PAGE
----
Original Pdf: pdf
Code: [![Papers with Code](/images/pwc_icon.svg) 2 community implementations](https://paperswithcode.com/paper/?openreview=rkgMkCEtPB)
Community Implementations: [![CatalyzeX](/images/catalyzex_icon.svg) 2 code implementations](https://www.catalyzex.com/paper/arxiv:1909.09157/code)
Keywords: deep learning analysis, representation learning, meta-learning, few-shot learning
TL;DR: The success of MAML relies on feature reuse from the meta-initialization, which also yields a natural simplification of the algorithm, with the inner loop removed for the network body, as well as other insights on the head and body.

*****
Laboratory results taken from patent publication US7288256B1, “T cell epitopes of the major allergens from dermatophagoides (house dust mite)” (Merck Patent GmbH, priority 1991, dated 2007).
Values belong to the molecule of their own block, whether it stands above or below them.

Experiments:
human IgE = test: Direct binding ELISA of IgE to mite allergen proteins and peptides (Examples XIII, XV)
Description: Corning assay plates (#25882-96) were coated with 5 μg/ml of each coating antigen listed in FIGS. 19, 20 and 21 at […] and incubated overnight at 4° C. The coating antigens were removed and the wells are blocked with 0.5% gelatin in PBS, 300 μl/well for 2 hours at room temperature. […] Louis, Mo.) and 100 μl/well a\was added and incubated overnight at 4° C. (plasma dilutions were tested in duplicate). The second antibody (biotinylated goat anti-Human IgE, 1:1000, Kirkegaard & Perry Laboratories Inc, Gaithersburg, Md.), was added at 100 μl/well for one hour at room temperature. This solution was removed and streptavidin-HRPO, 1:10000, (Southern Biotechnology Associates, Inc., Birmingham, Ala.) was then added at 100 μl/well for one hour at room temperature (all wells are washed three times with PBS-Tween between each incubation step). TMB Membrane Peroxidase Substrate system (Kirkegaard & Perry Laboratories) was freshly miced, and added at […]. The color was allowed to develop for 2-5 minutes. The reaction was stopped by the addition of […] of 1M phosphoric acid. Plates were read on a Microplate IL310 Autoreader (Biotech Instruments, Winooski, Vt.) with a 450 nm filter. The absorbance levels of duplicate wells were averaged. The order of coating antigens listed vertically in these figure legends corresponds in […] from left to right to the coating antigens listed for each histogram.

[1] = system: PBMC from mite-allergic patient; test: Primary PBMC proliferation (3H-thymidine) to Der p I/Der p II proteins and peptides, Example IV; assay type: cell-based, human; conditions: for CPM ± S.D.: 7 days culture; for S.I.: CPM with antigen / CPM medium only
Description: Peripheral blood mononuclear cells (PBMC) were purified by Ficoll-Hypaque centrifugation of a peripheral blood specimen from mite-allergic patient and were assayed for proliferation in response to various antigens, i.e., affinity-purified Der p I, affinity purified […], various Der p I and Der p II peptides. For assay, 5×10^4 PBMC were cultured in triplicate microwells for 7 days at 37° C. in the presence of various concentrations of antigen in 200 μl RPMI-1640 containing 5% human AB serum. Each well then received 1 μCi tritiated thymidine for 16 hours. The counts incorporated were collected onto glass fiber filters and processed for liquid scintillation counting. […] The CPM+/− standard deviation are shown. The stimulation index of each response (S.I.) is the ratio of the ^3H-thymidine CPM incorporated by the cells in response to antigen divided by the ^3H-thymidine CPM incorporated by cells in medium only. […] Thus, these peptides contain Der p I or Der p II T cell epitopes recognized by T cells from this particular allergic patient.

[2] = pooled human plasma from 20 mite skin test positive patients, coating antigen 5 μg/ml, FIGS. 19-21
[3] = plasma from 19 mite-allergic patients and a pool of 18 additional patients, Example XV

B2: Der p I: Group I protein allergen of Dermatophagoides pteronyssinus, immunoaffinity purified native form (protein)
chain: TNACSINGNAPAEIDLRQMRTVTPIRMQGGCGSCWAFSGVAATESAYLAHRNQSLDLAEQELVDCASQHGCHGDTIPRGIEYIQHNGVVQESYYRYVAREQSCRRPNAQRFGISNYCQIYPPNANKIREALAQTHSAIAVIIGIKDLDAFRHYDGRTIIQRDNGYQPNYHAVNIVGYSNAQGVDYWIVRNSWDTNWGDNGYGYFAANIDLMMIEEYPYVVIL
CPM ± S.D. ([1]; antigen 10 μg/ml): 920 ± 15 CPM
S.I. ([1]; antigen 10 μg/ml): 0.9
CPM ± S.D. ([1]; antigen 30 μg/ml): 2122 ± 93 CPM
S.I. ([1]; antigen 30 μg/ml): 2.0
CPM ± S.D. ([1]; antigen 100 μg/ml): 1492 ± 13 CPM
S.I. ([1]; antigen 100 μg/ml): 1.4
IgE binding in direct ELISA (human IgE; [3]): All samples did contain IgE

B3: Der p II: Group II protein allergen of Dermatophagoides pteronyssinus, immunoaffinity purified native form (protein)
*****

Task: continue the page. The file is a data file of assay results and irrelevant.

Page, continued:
Abstract: An important research direction in machine learning has centered around developing meta-learning algorithms to tackle few-shot learning. An especially successful algorithm has been Model Agnostic Meta-Learning (MAML), a method that consists of two optimization loops, with the outer loop finding a meta-initialization, from which the inner loop can efficiently learn new tasks. Despite MAML's popularity, a fundamental open question remains -- is the effectiveness of MAML due to the meta-initialization being primed for rapid learning (large, efficient changes in the representations) or due to feature reuse, with the meta initialization already containing high quality features? We investigate this question, via ablation studies and analysis of the latent representations, finding that feature reuse is the dominant factor. This leads to the ANIL (Almost No Inner Loop) algorithm, a simplification of MAML where we remove the inner loop for all but the (task-specific) head of the underlying neural network. ANIL matches MAML's performance on benchmark few-shot image classification and RL and offers computational improvements over MAML. We further study the precise contributions of the head and body of the network, showing that performance on the test tasks is entirely determined by the quality of the learned features, and we can remove even the head of the network (the NIL algorithm). We conclude with a discussion of the rapid learning vs feature reuse question for meta-learning algorithms more broadly.